King Hrothgar stands out in Grendel's interest. He is quickly becoming powerful. Hrothgar is organized and soon has other tribes swearing allegiance to him. He has roads built uniting all the tribes, with his own mead hall in the center. As Hrothgar treasure grows the people are forced to sleep outdoors as the mead hall fills with treasures. Hrothgar's influence spreads to more people and Grendel's fury mounts.
A bard arrives at the mead hall. He tells stories off the men of the history of the Danes. Since Grendel was there, he knows the stories are lies. But, the bard delivers the stories so convincingly that even Grendel has trouble not believing him.
Moved by the stories, Grendel runs to the top of a cliff and bellows into the wind. His voice comes rushing back to him. Then he runs back to his underground realm on all fours.
Hrothgar liked the stories the bard told so well, that he decided to build a communal mead hall. He wants to make the people adore him by giving out treasures from his new mead hall. Hrothgar sends for the best builders and artists to design a mead hall that is glorious. He names it Hart and invites everyone from all the tribes to see it.
Grendel watches the people in Hart. He sees that they all think Hrothgar is good and kind. This makes him feel even more morose and evil. As he wanders about the camp he comes upon a body with his throat cut, Grendel picks it up, tracking his footsteps into the blood on the ground.
Grendel stops at the window where he hears a song by the bard, "The harp turned solemn. He told of an ancient feud between two brothers which split all the world between darkness and light. And I, Grendel, was the dark side, he said in effect. The terrible race God cursed." Finally, Grendel had the answers to his origins. Grendel begins to cry for mercy and calls himself a friend. But, the body over his shoulder proves differently to the men.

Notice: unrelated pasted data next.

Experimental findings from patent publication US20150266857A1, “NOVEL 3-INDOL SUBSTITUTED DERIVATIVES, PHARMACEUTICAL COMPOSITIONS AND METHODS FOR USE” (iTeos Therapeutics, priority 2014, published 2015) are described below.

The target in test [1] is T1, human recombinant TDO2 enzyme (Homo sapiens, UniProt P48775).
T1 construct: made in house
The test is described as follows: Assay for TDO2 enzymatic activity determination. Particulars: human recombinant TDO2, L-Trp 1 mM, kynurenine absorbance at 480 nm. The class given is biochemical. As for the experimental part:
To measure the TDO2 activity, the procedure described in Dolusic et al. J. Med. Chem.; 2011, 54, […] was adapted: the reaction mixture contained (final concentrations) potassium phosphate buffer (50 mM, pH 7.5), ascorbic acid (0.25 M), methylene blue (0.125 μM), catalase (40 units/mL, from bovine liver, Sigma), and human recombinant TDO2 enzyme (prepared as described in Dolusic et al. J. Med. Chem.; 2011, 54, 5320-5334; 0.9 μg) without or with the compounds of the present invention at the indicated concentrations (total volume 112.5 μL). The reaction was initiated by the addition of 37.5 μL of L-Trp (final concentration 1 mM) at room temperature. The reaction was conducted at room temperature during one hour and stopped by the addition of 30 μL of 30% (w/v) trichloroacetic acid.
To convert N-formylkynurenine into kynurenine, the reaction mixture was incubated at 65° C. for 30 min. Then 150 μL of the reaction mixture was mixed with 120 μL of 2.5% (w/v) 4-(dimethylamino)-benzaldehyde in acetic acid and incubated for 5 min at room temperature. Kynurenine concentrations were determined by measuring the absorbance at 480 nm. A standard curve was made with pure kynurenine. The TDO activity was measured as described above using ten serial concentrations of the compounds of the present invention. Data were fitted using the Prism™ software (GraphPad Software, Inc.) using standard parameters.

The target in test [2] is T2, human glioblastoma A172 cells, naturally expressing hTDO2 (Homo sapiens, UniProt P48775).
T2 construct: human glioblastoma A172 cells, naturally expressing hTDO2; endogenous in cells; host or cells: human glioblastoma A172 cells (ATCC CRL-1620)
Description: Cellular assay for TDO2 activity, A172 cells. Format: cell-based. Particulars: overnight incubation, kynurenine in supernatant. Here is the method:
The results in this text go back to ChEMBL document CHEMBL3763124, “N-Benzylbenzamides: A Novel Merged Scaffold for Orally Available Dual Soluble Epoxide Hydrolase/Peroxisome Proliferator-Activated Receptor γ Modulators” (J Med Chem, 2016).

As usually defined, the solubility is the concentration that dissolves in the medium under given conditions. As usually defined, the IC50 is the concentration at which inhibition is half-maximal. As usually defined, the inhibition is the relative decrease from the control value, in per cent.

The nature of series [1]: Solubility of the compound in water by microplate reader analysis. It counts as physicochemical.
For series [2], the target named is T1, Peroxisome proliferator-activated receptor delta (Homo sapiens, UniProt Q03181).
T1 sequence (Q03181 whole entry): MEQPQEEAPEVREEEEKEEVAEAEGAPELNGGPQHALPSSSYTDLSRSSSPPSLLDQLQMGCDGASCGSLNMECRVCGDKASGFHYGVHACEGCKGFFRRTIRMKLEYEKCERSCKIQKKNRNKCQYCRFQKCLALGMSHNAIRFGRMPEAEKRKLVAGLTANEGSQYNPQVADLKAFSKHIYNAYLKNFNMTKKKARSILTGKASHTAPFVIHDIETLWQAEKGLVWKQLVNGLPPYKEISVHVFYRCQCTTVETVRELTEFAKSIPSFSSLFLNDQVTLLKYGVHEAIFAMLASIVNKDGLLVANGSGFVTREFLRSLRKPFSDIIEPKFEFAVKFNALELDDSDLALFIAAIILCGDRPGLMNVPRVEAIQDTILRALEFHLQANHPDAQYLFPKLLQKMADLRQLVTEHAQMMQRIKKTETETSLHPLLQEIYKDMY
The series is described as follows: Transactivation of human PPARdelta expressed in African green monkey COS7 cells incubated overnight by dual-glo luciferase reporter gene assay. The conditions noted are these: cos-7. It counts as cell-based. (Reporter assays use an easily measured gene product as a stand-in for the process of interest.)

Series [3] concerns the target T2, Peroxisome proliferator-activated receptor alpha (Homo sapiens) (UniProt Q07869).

They don't understand his words, they just see a monster carrying a bloody corpse and shouting. They chase him out of the camp with battle axes and spears with poison tips. Although Grendel leaves cursing the Danes, he comes back days later to hear more of the bard's stories.
Grendel thinks the stories of religion are ridiculous. But, he is so lonely with none of his own kind to talk to. He also battles his nature, which is to destroy. Grendel would like to talk to his mother, but she only whimpers and like him, can't form words. Grendel goes out to a cliff and falls off. He lands in the underworld where he meets a dragon.
The dragon was expecting him. Grendel is afraid, and the dragon laughs. He says that Grendel's reaction to him is the same reaction the humans have to him. This makes Grendel decide not to keep scaring the humans for fun. The dragon reads his mind and laughs. "Why not frighten them?" The dragon says he knows everything as he is more evolved than Grendel and the humans, both.
The dragon says that he sees backward and forwards in time. He tells Grendel the humans are seeking answers to things they don't understand, so when the bard uses his imagination in giving them answers, they believe him. The dragon tries to make philosophical observations to Grendel, but he doesn't understand some and disagrees with others. Since time can't be changed, Grendel needs to just accept it and stop thinking to make changes or improve himself. Dragon's advice to Grendel is to gather as much gold as possible and sit on it.
Dragon's advice to Grendel is to gather as much gold as possible and sit on it. Grendel's outlook has now changed. Although he still doesn't plan to frighten the Danes just for the fun of it, he thinks they are all fools. When he listens to the bards songs now, he doesn't feel shame only disgust.